The circuit below is meant to attenuate a high output and high output impedance piezo electric guitar bridge pickup -7 dbV. The circuit models both the pickup output impedance and load of the cable capacitance with amplifier input impedance. In Circuit Lab the simulation is exactly how I would like it. While I have not actually measured the FR yet, the real world result is about -15db overall and cutting out LF to have a tinny sound. The first thing I checked was the integrity of my connections but all looks good.
Question: Before I go down a bunch of rabbit holes, is there an obvious practical issue with the design of my circuit causing this, or anything that sticks out that I should investigate?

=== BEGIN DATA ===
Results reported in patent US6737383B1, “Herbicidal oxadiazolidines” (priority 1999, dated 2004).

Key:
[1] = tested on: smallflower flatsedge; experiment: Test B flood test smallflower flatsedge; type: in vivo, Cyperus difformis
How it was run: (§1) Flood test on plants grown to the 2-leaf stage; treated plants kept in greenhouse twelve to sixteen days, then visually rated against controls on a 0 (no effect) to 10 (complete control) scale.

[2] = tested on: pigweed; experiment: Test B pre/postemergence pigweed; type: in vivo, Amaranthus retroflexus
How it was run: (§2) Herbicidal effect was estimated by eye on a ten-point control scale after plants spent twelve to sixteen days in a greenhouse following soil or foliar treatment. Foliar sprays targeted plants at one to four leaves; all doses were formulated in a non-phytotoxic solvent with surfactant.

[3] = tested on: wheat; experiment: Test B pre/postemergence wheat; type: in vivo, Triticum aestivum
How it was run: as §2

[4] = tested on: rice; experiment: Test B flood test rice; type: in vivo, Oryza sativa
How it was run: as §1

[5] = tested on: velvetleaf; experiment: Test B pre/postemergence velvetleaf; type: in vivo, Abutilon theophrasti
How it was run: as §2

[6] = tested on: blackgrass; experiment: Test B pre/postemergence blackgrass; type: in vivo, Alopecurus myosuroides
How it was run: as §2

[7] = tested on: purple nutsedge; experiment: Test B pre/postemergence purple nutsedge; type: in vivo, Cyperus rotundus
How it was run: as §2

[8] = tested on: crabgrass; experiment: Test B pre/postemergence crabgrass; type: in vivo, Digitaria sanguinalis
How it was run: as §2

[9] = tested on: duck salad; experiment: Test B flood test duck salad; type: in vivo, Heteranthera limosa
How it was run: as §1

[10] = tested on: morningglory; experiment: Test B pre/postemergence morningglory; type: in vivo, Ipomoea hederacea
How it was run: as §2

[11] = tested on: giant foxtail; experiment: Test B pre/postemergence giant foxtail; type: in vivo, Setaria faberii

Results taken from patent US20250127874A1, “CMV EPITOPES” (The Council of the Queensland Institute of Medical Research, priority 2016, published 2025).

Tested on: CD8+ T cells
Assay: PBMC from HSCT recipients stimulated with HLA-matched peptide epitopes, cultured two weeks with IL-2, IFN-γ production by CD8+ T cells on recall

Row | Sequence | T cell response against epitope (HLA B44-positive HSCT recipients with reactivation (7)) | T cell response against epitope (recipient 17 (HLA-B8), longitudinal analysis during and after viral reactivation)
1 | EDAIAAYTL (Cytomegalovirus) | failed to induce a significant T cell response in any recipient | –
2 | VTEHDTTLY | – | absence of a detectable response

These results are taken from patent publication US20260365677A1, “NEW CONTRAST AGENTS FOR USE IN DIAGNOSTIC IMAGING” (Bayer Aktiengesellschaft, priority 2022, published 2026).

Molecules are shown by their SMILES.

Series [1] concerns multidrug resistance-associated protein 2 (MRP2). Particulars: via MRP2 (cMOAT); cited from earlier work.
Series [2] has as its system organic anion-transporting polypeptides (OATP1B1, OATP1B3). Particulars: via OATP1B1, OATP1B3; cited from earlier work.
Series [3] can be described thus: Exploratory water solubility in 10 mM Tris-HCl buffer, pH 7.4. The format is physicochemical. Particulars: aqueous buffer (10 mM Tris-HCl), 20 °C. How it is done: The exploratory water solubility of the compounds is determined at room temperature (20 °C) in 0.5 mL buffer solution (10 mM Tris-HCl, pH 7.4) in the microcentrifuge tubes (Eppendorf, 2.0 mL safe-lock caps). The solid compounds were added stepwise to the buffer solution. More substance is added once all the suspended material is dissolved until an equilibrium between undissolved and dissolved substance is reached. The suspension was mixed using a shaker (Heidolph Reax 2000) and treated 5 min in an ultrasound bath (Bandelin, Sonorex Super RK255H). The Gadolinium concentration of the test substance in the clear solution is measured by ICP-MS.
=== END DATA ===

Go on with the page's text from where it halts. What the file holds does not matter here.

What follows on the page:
While I am now testing this inverting attenuation circuit on its own, in the end it is intended to be the piezo only input of a complete active guitar preamp as shown below where the other circuits are working as intended. I have tried using resistive voltage divider attenuation to do this feeding into a common OA1 scenario but I have not been happy with the results. The high output Z is very hard to attenuate without affecting the sound. Attenuation is a must here, no amp out there can take the signal without clipping. Why Fishman made such a beast is beyond me.
Note: Using the following parameters in Circuit Lab for the OPA134:
Thanks so much for any tips :)